Friday, January 25, 2013

Friends of Toby: Robert Burns

Among all the noted figures of his day encountered by Toby, none left a more vivid impression than the poet Robert Burns. We know both from Toby's memoirs and from Burns's own letters that the two met during Toby's final fortnight of performances at the Grassmarket in Edinburgh, which Burns attended. I'll let Toby describe the scene himself:
A few days into our run, I received a singular Visitor, a man whose star was just then most Ascendant in the sky: Robert Burns, the Ayrshire ploughman-turned-poet. He arrived in fine fettle, in the company of Mr Creech, a local bookseller who had just then undertaken to publish a new edition of his Poems, along with a large gaggle of miscellaneous Followers, whose exact connection with the Poet was hard to Ascertain. They made, never the less, for a most colourful audience, and Sam at once arranged for them to be seated together, and issued tickets gratis, which would have offended those yet waiting to attend had it been any other person but Burns. The great poet himself, remarkably, seemed unaffected by this adulation: he retained a sturdy rustic dignity which seemed to regard all Praise as superfluous; his countenance possessed at all times a constant, even Temperament, and it was only in his eyes that there glimmered—or so I thought—an intensity of Feeling that belied his modest appearance and calm comportment. Truly, I have never beheld a pair of eyes such as those, before or since, and when—at the conclusion of my performance— we were introduced, I felt myself quite under their spell. We exchanged only bows and polite glances, but I am sure I was not alone in sensing a strange feeling of kinship between us, these two simple Country creatures whose capacity for Language was similarly made out to be some remarkable Spectacle, eliciting adulation that would somehow be lessened had we both been born not sons of Toil but to a gentler class.
Toby apparently left an impression on Burns as well; in an anecdote related by several of Burns's biographers, he was at that time invited to a soirée by an unnamed noblewoman; feeling that the invitation was merely made because he was considered, like Toby, a "curiosity," he made the following reply: "Mr Burns will do himself the honour of waiting upon her on the ninth inst., provided Her Ladyship will also invite the Learned Pig." This could be taken, perhaps, as reflecting poorly on our porcine protagonist, but Toby declared himself pleased by the reference:

This has, since then, been interpreted as far from complimentary, by a great many ignorant and idle commentators who have supposed that for Burns to compare himself to Me was a reflection of a perceived insult, rather than—as I am sure it was meant—a most generous avowal of our abiding sense of kinship. Poor Burns: though the span of life granted Man is (generally) many times that allotted to Pigs, he had scarce another nine years of life, while I have lived to mourn his death, and regret the brevity, though not the brilliance, of his poetic Career.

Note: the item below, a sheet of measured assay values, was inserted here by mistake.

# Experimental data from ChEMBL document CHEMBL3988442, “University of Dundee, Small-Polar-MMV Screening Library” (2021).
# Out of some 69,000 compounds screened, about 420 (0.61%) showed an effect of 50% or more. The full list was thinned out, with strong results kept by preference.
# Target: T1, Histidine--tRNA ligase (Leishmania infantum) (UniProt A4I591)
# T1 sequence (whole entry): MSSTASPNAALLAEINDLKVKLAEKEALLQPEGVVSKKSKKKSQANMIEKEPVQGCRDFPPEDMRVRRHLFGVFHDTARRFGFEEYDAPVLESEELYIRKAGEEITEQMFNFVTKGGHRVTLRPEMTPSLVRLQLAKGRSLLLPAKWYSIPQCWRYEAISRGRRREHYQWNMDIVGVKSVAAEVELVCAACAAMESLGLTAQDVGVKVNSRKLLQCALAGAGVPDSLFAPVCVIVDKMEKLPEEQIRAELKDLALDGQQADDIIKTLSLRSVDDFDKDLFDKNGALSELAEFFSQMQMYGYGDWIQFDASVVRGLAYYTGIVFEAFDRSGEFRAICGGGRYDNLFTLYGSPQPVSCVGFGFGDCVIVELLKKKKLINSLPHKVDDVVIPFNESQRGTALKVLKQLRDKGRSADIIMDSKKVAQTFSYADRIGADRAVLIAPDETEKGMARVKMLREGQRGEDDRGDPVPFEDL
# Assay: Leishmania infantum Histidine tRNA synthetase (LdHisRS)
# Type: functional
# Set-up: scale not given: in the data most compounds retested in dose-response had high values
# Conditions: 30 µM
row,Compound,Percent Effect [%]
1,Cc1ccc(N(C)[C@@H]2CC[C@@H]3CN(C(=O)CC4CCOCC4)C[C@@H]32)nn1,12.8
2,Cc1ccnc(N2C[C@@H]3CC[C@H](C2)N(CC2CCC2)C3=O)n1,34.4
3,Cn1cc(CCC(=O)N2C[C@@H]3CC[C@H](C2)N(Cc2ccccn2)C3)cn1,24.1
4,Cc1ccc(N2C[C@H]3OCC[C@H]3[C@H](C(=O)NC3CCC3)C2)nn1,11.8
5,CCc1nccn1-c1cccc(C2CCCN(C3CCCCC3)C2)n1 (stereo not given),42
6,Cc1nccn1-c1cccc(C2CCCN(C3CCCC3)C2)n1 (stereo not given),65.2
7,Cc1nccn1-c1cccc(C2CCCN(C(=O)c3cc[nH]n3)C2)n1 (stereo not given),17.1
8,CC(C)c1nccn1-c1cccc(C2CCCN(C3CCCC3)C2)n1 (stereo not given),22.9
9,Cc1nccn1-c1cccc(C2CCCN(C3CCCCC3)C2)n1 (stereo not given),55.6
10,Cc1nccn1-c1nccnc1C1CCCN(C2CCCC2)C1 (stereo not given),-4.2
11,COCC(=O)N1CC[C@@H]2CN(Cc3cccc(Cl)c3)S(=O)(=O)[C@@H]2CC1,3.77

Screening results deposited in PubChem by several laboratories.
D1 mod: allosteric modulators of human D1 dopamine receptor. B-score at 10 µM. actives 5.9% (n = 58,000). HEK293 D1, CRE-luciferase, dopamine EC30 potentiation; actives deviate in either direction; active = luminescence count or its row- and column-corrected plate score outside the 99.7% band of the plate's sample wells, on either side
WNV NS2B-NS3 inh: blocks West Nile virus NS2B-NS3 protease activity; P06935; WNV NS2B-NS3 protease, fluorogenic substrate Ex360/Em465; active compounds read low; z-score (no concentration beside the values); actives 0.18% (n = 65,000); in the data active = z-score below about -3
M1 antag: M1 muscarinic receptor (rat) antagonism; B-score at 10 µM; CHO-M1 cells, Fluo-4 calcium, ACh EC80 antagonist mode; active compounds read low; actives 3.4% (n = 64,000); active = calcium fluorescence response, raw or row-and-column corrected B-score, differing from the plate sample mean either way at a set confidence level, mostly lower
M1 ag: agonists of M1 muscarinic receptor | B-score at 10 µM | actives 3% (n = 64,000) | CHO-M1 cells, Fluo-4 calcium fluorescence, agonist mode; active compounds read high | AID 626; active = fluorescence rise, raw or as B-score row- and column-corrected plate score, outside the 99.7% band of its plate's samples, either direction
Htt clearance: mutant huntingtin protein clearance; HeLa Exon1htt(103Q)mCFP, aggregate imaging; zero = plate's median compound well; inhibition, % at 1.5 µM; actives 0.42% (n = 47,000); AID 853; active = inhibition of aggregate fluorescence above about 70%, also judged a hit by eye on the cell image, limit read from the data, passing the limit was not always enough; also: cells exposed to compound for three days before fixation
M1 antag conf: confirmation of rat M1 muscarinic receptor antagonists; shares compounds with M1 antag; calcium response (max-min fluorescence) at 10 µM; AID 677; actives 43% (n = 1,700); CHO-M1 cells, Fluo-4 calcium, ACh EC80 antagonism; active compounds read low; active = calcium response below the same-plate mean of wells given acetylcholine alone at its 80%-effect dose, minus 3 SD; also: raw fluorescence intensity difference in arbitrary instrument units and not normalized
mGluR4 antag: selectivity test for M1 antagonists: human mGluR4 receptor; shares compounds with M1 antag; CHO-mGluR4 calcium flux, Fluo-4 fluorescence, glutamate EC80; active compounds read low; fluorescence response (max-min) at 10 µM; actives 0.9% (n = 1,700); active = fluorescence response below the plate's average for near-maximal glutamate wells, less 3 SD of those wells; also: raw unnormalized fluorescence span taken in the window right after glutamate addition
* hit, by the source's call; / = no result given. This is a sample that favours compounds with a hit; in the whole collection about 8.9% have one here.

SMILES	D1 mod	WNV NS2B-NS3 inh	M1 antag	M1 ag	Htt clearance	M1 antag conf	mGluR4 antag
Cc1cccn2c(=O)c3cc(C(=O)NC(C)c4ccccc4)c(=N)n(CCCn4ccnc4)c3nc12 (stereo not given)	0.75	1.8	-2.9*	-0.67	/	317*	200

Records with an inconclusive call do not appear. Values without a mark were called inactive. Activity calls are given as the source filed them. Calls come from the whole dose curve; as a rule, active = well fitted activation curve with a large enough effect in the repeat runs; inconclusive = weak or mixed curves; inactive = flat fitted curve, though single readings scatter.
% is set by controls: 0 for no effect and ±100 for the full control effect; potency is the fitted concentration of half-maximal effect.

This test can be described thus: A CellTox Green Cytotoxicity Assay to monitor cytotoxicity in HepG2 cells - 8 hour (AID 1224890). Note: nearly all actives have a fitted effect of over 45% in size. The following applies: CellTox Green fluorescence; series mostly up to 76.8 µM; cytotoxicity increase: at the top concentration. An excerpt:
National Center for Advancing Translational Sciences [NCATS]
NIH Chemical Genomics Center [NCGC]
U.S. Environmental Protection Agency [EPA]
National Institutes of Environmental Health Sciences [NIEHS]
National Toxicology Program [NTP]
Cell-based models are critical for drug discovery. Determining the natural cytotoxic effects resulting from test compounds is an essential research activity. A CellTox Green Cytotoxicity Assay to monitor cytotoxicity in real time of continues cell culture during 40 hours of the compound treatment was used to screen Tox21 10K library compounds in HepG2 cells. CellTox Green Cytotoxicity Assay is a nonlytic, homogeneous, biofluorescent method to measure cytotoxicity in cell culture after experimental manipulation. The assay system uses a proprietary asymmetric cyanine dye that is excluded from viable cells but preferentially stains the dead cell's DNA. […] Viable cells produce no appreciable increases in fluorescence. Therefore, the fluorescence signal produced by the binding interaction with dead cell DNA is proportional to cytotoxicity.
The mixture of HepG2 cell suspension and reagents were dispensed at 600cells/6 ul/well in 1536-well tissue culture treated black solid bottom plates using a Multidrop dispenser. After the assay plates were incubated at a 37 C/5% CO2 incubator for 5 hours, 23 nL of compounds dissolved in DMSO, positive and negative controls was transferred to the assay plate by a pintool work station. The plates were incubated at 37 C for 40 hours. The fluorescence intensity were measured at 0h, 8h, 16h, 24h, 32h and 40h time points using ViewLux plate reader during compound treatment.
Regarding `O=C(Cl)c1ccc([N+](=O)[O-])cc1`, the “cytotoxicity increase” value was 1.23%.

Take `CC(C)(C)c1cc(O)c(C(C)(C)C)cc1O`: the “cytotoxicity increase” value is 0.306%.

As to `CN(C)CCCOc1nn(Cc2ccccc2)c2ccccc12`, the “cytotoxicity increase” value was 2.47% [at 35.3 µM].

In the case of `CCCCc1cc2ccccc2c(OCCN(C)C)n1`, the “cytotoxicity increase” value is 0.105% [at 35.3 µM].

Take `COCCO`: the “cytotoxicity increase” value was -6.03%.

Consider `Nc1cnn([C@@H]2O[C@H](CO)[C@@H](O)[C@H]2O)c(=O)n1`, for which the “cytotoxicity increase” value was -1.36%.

Alas, it was true: Burns died on 21 July 1796, at the age of thirty-seven, while Toby lived, as far as I his editor have been able to ascertain, at least to 1809 or thereabouts. Today, on the 257th anniversary of Burns's birth, let us remember them both with gratitude for the remarkable works they left behind.

Wednesday, January 9, 2013

Dan Rice and the Learned Pig

One of the most successful comic performers of his day, Dan Rice (1823-1900) was known for his dialect humor, his parodic takes on famous plays such as "Dan Rice's Multifarious Account of Shakespeare's Hamlet," and his mock political speeches; one of these, his striped costume and top hat may have played a part in popular depictions of "Uncle Sam." And, back in the early 1840's, Rice's very first strides upon the proverbial boards of the public stage were made in the company of a Learned Pig.

This pig, originally named "Sibyl," was re-christened by Rice with  the more impressive "Lord Byron," and exhibited from town to town, most often in taverns or public houses. Rice was astute at drumming up publicity for these appearances, and once took out an advertisement in poetic form in the Washington Commonwealth:
I've seen the Learned Pig. 'Tis queer 
To see a hog become a seer.
He knows his letters, and can hunt
The alphabet without a grunt;
Can add, subtract, and knows the rule
As well as any boy in school;
By working with his head and snout
He finds the truth without a doubt.
'Tis wondrous how a brute so low
Was taught by man so much to know!
Dan Rice's pig already had a history of its own; originally the joint property of one Mr. Osborne of Cazenovia NY and C.L. Kise, described as an "ingenious Connecticut Yankee." Kise was an old hand at exhibiting oddities, and is best known for his exhibition of Joyce Heth, said to be George Washington's nurse, and later shown to great effect by Phineas T. Barnum.  Rice bought out Osborne's half of the learned pig act, and enjoyed tremendous success with it. His pig was especially known for its card-playing acumen,  often beating human opponents, as well as his fortune-telling skills, along with comic revelations such as "who is the greatest rogue in the room?" Rice was said to dress Lord Byron in a somewhat clownish outfit, "trimmed with parti-colored ribbons, and so cleanly and tidy did he appear after a toilet as carefully prepared as the most pampered lapdog from its interested mistress." And indeed, Rice later trained up a dog with all the same skills that the pig had once demonstrated. By Rice's own account, his signals to the pig were made by clicking together his finger and thumbnail, producing a noise inaudible to audiences, but heard clearly by the pig, whom Rice declared possessed "extreme acuteness of hearing."